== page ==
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Do I need 400 amps breaker?!

Discussion in 'Model S: Battery & Charging' started by punkchip, Nov 5, 2014.

  1. punkchip

    punkchip Member

    Joined:
    May 25, 2013
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    Location:
    Canada
    Buying my first house on friday!.

    Right now, it has 2 NEMA 14-50 outlets (one for my Tesla, one for another electric car when my parents or other friends come). I have 200 amps breaker.

    If eventually I change one of the 15-50 outlet for a 100 amps circuit to plug the HPWC, so it charges at amps will it work? Everything else in the house is also electric (heat, in cold weathers of Canada), stove etc.

    If not I guess the next step is to upgrade to 400 amps breaker? How does that cost?
     
  2. mrElbe

    mrElbe Member

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    Location:
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    I have a similar setup. 200 Amp service in the house, electric heat and installed an HPWC. It remains to be seen how this will work out when the electrons start flowing late December.
     
  3. randompersonx

    randompersonx Member

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    Another option might be to get a second 200A panel.

    If you are planning on charging one car at 80A, and another at 45A, while running the heat -- you will probably have a problem.
     
  4. Canuck

    Canuck Active Member

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    I only have 125 amps at my house but I had an electrician install a 14-50 for my Tesla, and an 48 amp Clipper Creek for my Leaf (which only draws 13 amps). He was hesitant to do so since we have an electric range, dryer, hot tub, etc. (but natural gas for heat) and he warned me if we charged two Tesla's drawing 88 amps, that only leaves 37 amps and a potentially dangerous situation (although hopefully the main fuse would blow). I said I would never do that, and that it would only be the Leaf and Tesla taking 53 amps.

    Do you really need to charge your car when your parents or friends are charging their car? If so, you can dial down the amps from 80 and both use 40 - that would leave you with 160 for the rest of the house. I have 200 amps at my cottage because there is no natural gas so the extra amps are needed for heat. I also have a hot tub there I run year round, dryer, range, etc. When I install my HPWC there, I doubt I will ever use the full 80 amps unless a fast charge is needed, and if so, I would make sure nothing else of high power use is running.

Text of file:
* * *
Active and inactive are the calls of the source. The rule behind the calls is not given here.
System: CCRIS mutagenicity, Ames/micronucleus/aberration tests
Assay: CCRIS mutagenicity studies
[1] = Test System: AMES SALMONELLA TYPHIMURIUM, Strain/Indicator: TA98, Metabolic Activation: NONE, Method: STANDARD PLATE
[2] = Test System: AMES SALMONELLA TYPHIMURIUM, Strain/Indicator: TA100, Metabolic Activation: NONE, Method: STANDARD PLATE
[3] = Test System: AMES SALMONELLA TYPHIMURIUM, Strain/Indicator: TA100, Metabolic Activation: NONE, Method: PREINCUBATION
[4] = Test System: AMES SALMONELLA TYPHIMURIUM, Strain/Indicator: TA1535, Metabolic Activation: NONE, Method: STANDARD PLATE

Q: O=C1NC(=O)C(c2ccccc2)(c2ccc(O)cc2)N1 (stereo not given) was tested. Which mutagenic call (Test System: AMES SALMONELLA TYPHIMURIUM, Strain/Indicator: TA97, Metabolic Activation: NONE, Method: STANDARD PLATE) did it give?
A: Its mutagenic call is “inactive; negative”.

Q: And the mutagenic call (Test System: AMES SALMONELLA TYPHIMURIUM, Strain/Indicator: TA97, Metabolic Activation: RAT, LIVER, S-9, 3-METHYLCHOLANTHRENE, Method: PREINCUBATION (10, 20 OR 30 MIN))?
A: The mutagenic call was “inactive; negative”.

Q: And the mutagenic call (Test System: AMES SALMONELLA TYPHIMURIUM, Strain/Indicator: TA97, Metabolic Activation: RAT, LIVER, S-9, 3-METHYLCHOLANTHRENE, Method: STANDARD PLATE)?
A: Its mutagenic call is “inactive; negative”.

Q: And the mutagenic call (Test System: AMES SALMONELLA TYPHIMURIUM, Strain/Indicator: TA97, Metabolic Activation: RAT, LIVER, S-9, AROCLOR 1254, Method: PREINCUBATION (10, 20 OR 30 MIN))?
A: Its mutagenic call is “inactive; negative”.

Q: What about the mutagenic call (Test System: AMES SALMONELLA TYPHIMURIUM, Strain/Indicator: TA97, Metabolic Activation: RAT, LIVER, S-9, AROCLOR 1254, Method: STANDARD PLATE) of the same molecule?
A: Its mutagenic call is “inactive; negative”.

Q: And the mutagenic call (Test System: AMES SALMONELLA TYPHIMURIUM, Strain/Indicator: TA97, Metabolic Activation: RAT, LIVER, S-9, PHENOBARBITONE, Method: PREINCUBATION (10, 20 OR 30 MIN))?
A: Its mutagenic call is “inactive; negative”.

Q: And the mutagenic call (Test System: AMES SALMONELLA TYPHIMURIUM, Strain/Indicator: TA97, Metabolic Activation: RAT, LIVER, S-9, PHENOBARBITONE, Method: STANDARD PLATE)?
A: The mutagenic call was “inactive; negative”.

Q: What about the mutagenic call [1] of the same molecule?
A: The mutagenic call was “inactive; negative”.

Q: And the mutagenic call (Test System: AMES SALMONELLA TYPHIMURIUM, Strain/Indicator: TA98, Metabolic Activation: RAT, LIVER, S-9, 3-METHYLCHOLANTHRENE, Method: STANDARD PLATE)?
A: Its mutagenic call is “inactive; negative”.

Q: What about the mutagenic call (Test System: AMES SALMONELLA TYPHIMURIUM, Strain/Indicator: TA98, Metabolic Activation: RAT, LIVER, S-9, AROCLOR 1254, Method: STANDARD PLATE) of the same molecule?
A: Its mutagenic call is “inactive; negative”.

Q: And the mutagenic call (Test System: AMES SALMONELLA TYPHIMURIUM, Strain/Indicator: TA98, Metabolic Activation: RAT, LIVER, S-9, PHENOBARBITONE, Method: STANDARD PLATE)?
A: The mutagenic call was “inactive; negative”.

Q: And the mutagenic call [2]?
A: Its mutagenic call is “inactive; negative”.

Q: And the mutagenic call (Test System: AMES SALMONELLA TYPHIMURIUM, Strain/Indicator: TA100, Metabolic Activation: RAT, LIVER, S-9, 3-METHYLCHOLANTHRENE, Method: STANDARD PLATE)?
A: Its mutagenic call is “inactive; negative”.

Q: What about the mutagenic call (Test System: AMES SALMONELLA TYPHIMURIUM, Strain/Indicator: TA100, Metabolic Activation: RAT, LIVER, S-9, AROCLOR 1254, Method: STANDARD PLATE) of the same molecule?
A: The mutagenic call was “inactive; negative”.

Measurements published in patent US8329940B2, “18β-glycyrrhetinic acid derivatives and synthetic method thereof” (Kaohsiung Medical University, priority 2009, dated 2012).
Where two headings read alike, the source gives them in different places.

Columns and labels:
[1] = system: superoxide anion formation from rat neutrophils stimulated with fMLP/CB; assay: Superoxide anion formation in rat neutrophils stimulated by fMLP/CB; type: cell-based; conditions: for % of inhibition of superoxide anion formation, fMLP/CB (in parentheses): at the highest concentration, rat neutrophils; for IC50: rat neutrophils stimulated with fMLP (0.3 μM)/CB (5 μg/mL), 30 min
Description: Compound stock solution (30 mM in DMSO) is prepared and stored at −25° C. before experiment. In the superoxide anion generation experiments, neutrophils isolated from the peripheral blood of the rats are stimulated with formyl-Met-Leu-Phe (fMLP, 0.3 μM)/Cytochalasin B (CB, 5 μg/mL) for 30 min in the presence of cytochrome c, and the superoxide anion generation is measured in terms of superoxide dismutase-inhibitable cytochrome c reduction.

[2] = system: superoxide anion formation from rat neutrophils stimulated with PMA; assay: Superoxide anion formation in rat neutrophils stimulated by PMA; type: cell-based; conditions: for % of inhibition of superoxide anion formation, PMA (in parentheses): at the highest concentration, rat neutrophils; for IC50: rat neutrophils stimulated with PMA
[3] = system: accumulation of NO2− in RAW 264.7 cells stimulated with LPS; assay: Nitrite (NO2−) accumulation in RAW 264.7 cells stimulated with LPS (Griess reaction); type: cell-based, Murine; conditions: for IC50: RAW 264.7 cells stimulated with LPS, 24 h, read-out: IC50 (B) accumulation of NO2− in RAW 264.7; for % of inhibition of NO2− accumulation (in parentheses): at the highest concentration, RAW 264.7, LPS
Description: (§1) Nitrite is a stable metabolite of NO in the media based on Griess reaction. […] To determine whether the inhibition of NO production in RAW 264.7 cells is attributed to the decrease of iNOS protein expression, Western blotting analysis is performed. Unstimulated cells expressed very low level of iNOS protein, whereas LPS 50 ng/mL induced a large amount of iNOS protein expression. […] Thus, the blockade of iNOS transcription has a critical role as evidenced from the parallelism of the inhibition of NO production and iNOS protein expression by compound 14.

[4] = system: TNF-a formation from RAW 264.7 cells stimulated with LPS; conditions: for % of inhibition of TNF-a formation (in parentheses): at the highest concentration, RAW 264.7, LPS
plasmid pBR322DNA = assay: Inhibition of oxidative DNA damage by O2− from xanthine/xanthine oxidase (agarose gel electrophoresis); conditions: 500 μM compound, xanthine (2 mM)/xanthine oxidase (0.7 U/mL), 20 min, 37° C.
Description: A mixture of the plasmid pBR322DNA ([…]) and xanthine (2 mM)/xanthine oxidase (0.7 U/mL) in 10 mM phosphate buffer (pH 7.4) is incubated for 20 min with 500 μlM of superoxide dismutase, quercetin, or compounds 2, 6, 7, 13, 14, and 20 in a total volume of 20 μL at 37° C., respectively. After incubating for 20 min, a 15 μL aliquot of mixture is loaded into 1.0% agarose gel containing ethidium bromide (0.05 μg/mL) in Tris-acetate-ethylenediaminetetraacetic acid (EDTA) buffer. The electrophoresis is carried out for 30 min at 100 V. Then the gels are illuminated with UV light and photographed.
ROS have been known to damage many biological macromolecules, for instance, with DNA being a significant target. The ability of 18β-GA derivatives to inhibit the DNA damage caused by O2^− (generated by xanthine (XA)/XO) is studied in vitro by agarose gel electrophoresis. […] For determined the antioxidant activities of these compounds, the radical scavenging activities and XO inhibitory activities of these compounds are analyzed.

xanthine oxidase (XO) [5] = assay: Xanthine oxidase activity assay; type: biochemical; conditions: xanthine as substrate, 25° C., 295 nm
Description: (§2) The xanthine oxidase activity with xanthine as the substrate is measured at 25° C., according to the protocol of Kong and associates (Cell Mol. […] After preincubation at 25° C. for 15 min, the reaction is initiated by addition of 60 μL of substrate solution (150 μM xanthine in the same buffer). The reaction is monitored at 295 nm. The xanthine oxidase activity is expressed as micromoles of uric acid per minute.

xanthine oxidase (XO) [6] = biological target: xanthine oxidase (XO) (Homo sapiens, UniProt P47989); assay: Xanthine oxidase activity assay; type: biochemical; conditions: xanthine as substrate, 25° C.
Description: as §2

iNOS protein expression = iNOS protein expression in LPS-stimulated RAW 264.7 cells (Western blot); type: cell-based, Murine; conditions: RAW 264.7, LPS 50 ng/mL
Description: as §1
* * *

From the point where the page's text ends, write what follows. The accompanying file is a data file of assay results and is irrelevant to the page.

5. ElSupreme

    ElSupreme Model S 03182

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    Electric heat in Canada? Wow how much does your heat draw?

    I charge my Model S on a 60A breaker, and my FFE on a 40A breaker. And as long as I don't cook (using the oven and a couple of burners) and AC while both cars are charging my 150A feed is plenty.

    In general I'm not preparing elaborate meals, or using much AC when my cars charge past 11pm. And I mostly stagger the car charging.

    But if you are running full heat, charging the Model S at 80A and trying to charge another car at 40A you might need more than a 200A main feed.
     
  6. Lloyd

    Lloyd Active Member

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    Call an electrician, have him survey your equipment, and what you want to do. He will do a load analysis and tell you if your equipment and wiring is sufficient. There is no other way to tell if what you want to do is possible, or what upgrades you may need, and what it would cost.
     
  7. N4HHE

    N4HHE Member

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    If you are closing on this house Friday then its too late to fret about the 200A service. That should have been dealt with a long time ago. To up the service now will cost a lot, probably require a new transformer from the utility company, all new wires from the transformer to your distribution panel.
     
  8. EVSteve

    EVSteve 110% Solar Powered

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    The issue isn't so much can your house handle it without the breaker tripping. It's the risk associated with constant draw appliances such as charging an EV or anything that pulls for more than 3 hours. Any loads that run for more than 3 hours need to be derated by 20%. Do not pull more than 160A @240 for more than 3 hours. I would install a monitoring system such as eGauge to keep an eye on your draw.

    Unsure as to how utilities work in Canada but in the US the PUC has laws that vary. In my state the PUC requires utilities to stay within a certain voltage spec +/-5% of 240V. If I draw more than the transformer can provide while staying in that range they are responsible for the cost associated with upgrading the transformer. I have 400A service running to my house but they only had a 10kVa transformer on the pole. Bad news lol. Even my solar array overpowered the thing causing voltage runs up past 264V at the inverters. They were forced to replace it with a 50kVa at their expense.
     
  9. tezco

    tezco Sig P85

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    We only had 50 A service to the garage and two EV's (Leaf and Tesla) for a couple of years, and were able to juggle charging both with few problems. It really depends on your daily commute--if you're at the 250 mile limit, then it's going to take about 12 hours to top off at 30 A. If your commute is less, then you can charge two cars at a lower rate even on 50 amps.
     

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